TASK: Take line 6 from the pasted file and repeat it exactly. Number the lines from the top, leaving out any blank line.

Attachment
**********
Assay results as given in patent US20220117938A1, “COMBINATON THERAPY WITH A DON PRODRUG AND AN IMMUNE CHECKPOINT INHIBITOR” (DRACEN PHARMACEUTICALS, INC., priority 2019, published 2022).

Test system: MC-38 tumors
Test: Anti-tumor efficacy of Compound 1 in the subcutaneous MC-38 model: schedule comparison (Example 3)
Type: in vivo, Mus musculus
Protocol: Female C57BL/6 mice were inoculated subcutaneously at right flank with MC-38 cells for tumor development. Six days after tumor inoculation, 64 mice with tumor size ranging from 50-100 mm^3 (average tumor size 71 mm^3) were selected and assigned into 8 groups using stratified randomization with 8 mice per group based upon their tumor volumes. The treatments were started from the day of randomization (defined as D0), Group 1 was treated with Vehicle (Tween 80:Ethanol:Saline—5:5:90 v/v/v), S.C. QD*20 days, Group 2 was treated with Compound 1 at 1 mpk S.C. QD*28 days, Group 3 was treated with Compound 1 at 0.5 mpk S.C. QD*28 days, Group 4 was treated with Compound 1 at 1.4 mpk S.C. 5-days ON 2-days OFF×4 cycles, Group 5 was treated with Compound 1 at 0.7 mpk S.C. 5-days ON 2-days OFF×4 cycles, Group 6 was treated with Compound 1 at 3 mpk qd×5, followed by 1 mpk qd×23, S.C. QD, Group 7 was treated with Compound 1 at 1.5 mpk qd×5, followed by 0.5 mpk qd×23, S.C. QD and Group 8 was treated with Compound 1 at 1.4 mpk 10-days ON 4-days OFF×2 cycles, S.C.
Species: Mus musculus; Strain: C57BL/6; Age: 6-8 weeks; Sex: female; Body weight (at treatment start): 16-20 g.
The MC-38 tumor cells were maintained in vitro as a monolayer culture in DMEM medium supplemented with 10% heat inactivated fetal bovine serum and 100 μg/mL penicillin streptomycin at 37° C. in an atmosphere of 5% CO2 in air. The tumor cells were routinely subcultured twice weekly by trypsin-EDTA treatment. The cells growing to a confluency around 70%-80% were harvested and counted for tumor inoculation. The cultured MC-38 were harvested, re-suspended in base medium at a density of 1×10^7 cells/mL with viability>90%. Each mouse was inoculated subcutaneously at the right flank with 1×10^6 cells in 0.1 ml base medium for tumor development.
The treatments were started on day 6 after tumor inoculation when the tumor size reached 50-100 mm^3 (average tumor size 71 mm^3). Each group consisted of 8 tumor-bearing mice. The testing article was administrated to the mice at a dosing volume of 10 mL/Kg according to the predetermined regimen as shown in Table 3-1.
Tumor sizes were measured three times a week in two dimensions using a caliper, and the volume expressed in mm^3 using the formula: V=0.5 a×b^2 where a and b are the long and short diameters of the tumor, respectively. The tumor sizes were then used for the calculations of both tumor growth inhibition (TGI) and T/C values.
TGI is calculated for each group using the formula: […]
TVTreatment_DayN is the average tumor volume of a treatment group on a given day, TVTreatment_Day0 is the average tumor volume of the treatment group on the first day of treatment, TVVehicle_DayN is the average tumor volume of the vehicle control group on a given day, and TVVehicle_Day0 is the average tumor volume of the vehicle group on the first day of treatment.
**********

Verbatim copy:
Species: Mus musculus; Strain: C57BL/6; Age: 6-8 weeks; Sex: female; Body weight (at treatment start): 16-20 g.